Seymour Aquifer Water Quality Improvement Project Final Report
J. Sij, C. Morgan, M. Belew, D. Jones, K. Wagner
The Seymour Aquifer is a shallow aquifer underlying over 300,000 acres in 20 counties in northwest central Texas. High nitrate concentrations are widespread in the Seymour Aquifer. Median nitrate levels in Knox, Haskell, Baylor, Hall, Wichita, Wilbarger, and Fisher counties exceeded the federal safe drinking water standard (10 mg/L NO3-N). This high concentration is a concern because although 90% of the water pumped from the aquifer is used for irrigation, it is also used as a municipal water source for the communities of Vernon, Burkburnett, and Electra and rural families in the region.
To address this threat, the Texas State Soil and Water Conservation Board (TSSWCB), with 319(h) grant funding provided by the Environmental Protection Agency (EPA), worked cooperatively with the Haskell, Wichita-Brazos, and California Creek Soil and Water Conservation Districts (SWCDs); U.S. Department of Agriculture - Natural Resources Conservation Service (NRCS); Texas AgriLife Extension Service (AgriLife Extension); Texas A&M AgriLife – Texas Water Resources Institute (TWRI); Rolling Plains Groundwater Conservation District; and Texas AgriLife Research (AgriLife Research) to encourage the installation of subsurface drip irrigation (SDI) systems and other best management practices (BMPs) to improve water quality (i.e. reduce nitrate) and increase water quantity in the Seymour Aquifer. The project provided technical and financial assistance to producers to implement SDI and other BMPs, education programs and demonstrations of methods for reducing nitrate infiltration and improving irrigation efficiency and an evaluation of the effectiveness of SDI implementation.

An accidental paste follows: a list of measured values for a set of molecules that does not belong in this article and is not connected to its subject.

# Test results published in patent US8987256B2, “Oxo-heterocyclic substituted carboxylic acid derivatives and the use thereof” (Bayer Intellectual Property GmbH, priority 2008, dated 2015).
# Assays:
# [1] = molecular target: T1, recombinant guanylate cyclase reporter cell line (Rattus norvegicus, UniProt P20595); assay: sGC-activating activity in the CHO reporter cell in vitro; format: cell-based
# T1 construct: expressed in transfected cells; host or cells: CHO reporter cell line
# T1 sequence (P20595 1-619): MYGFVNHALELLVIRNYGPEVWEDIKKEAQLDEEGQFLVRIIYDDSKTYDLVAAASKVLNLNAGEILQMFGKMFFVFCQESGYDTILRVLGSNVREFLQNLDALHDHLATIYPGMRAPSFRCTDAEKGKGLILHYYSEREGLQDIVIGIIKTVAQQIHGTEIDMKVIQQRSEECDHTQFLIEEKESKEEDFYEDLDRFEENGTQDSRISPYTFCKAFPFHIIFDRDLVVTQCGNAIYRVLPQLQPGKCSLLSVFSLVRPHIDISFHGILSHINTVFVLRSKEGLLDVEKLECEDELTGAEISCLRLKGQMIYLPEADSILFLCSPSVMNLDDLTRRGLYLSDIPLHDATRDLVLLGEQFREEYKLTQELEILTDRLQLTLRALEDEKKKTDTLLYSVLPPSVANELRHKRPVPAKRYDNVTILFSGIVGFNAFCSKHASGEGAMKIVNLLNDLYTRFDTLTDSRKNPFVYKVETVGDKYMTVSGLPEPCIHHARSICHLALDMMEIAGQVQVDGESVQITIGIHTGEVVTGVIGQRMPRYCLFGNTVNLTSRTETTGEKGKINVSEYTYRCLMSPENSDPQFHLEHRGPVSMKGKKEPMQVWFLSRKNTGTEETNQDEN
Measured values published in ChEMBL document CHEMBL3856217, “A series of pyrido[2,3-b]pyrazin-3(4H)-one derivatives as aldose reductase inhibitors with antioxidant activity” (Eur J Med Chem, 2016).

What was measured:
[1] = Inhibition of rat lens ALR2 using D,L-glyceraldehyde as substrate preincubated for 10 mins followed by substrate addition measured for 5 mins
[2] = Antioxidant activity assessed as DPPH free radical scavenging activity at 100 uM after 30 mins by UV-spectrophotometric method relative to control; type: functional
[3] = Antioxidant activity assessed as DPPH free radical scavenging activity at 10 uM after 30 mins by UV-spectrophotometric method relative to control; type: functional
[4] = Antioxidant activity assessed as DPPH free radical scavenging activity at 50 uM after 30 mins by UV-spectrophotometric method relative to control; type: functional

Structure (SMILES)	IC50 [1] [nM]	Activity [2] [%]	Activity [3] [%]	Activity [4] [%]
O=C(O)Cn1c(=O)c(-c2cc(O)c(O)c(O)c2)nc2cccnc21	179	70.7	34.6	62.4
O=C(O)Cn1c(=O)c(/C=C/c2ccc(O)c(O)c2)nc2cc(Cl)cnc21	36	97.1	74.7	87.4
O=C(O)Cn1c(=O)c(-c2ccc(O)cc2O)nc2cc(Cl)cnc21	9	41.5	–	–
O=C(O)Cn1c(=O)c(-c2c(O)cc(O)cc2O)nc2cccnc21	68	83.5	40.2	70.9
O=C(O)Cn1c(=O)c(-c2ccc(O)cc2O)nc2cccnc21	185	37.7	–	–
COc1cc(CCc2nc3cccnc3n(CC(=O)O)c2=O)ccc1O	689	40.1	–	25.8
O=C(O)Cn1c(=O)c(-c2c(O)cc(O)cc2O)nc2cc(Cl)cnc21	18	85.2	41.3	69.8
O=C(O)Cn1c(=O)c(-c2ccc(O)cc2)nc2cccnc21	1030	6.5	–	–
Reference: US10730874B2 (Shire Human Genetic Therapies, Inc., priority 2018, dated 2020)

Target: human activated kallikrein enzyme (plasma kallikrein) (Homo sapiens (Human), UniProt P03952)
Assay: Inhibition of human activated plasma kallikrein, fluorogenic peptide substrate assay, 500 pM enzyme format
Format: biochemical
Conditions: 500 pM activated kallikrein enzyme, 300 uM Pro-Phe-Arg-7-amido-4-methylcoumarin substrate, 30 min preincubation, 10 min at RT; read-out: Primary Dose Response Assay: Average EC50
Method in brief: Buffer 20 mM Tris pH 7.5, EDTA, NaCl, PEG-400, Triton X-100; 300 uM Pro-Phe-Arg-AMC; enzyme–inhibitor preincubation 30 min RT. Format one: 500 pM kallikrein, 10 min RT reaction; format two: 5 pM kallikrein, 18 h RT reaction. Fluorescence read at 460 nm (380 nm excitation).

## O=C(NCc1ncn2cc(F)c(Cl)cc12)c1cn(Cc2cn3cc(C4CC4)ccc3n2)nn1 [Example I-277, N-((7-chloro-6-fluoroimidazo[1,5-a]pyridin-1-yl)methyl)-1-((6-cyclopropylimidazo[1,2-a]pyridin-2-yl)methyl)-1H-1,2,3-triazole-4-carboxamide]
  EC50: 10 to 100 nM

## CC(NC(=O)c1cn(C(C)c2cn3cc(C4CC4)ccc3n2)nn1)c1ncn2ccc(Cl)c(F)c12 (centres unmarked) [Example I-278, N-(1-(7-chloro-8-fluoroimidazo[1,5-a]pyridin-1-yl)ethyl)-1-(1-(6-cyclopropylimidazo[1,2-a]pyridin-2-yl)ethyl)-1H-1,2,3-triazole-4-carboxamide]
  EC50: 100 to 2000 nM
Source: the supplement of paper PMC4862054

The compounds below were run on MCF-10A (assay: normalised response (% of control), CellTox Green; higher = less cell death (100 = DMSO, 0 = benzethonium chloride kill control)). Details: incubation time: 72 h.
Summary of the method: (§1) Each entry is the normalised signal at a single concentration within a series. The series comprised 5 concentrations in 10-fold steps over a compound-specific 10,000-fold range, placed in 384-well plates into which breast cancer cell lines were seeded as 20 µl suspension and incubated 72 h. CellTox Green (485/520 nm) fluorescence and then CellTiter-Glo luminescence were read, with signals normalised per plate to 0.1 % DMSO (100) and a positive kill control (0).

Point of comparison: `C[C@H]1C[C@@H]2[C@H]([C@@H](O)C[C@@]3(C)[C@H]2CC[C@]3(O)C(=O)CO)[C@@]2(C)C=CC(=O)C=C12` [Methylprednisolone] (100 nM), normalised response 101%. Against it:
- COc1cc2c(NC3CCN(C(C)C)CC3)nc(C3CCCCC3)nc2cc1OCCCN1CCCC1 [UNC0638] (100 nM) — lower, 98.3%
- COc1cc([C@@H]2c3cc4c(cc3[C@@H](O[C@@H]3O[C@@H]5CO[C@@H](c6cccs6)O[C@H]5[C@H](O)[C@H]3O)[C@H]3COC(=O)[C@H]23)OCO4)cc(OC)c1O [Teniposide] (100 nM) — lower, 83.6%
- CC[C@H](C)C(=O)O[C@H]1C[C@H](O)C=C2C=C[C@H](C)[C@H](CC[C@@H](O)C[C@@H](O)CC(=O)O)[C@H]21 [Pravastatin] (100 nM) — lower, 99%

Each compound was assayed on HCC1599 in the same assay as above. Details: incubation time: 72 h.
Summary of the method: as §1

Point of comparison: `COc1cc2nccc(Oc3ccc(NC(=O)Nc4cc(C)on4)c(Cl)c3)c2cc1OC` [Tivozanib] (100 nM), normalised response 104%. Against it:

Considerable interest has been generated in SDI and other more efficient irrigation methods through the efforts of project partners. Through technical and financial assistance provided by the project through the TSSWCB and Haskell, Wichita-Brazos and California Creek SWCDs, 17 producers installed SDI systems on over 1,000 acres. In addition, irrigation management was implemented through the Water Quality Management Plans (WQMPs) developed on over 1,800 acres and nutrient management was implemented on over 2,500 acres. NRCS also began funding irrigation improvements in Haskell, Knox, Baylor, Wilbarger, Hardeman and Foard counties through the Seymour Aquifer Special Emphasis Area. Since this Special Emphasis Area was established in 2004, over $16 million dollars have been provided.
In addition to implementing BMPs, a very important component of this project was conducting educational programs and demonstrations. Through seven programs conducted between 2005 and 2008, AgriLife Research and AgriLife Extension provided educational programs and demonstrations on nutrient management and irrigation management to 671 participants. The establishment of the permanent SDI demonstration site at the Chillicothe Station will ensure that these programs are sustained for many years to come and offer producers in the Texas Rolling Plains additional crop production options to enhance economic returns and water quality, and improve their quality of life.